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[suh-spish-uh s] /səˈspɪʃ əs/
tending to cause or excite suspicion; questionable:
suspicious behavior.
inclined to suspect, especially inclined to suspect evil; distrustful:
a suspicious tyrant.
full of or feeling suspicion.
expressing or indicating suspicion:
a suspicious glance.
Origin of suspicious
1300-50; Middle English < Latin suspīciōsus, equivalent to suspīci- (see suspicion) + -ōsus -ous
Related forms
suspiciously, adverb
suspiciousness, noun
hypersuspicious, adjective
hypersuspiciously, adverb
hypersuspiciousness, noun
oversuspicious, adjective
oversuspiciously, adverb
oversuspiciousness, noun
presuspicious, adjective
presuspiciously, adverb
presuspiciousness, noun
self-suspicious, adjective
supersuspicious, adjective
supersuspiciously, adverb
supersuspiciousness, noun
unsuspicious, adjective
unsuspiciously, adverb
unsuspiciousness, noun
1. suspect, dubious, doubtful. 2. mistrustful, wary, disbelieving. Unabridged
Based on the Random House Dictionary, © Random House, Inc. 2018.
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Examples from the Web for suspiciousness
Historical Examples
  • Its character for suspiciousness may be gathered from what different writers have said about it.

    The Foot-path Way Bradford Torrey
  • Bobby, however, was in a field where suspiciousness could scarcely be overdone.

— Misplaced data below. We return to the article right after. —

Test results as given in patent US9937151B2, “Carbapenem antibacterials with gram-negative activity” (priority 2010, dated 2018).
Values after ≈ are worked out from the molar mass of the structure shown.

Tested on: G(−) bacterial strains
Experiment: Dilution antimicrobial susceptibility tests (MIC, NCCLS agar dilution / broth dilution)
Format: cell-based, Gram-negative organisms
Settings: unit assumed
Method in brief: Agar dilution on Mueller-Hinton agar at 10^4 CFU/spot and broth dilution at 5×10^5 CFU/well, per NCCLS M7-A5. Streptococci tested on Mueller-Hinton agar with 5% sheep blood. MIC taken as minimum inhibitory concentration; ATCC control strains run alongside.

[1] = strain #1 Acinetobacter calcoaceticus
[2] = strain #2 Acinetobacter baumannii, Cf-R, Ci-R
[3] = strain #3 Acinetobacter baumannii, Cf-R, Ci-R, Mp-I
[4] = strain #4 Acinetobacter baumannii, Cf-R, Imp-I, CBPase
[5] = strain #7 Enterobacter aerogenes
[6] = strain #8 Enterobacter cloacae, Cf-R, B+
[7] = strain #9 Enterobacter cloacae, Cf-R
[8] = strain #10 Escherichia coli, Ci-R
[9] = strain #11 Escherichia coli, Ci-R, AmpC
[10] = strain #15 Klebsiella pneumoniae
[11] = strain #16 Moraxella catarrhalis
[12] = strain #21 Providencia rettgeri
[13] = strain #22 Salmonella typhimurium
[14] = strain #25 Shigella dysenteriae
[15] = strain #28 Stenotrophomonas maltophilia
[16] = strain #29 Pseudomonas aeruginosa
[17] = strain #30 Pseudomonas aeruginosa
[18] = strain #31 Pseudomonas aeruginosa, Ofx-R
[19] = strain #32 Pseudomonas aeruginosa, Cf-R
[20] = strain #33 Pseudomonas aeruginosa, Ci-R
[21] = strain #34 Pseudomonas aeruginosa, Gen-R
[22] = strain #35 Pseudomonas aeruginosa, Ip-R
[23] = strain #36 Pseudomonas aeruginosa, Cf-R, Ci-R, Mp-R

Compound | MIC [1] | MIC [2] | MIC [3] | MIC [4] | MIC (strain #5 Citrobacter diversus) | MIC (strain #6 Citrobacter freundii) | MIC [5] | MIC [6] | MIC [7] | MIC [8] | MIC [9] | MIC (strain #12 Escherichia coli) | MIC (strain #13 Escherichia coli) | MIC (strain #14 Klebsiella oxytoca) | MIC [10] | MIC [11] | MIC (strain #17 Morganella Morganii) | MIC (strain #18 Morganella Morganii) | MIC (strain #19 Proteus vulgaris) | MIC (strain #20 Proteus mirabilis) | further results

The Making of Bobby Burnit George Randolph Chester
  • I have ever held it to be a proof of the suspiciousness of our natures and unworthy.

    Valerie Frederick Marryat
  • There was a suspiciousness about his tone that was almost insulting.

    Three Men on the Bummel Jerome K. Jerome
  • His defect in his new office was an excess of zeal in suspiciousness.

    Sir Walter Ralegh William Stebbing
  • Even their suspiciousness was but the growling of a beaten dog.

    The Job Sinclair Lewis
  • The intensity of my character, and the suspiciousness which it induced, helped me in this determination.

    Confession W. Gilmore Simms
  • suspiciousness is natural to tyranny: spies are the agents of despots.

    Trevethlan: Volume 1 William Davy Watson
  • He talked freely, and all evidence of suspiciousness or evasiveness was absent.

  • His inclination to moodiness and suspiciousness is much less.

British Dictionary definitions for suspiciousness


exciting or liable to excite suspicion; questionable
disposed to suspect something wrong
indicative or expressive of suspicion
Derived Forms
suspiciously, adverb
suspiciousness, noun
Collins English Dictionary - Complete & Unabridged 2012 Digital Edition
© William Collins Sons & Co. Ltd. 1979, 1986 © HarperCollins
Publishers 1998, 2000, 2003, 2005, 2006, 2007, 2009, 2012
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Word Origin and History for suspiciousness



"deserving of or exciting suspicion," mid-14c., from Old French suspecious, from Latin suspiciosus "exciting suspicion" (see suspicion). Meaning "full of or inclined to feel suspicion" is attested from c.1400. Edgar Allan Poe (c.1845) proposed suspectful to take one of the two conflicting senses. Related: suspiciously; suspiciousness.

Online Etymology Dictionary, © 2010 Douglas Harper
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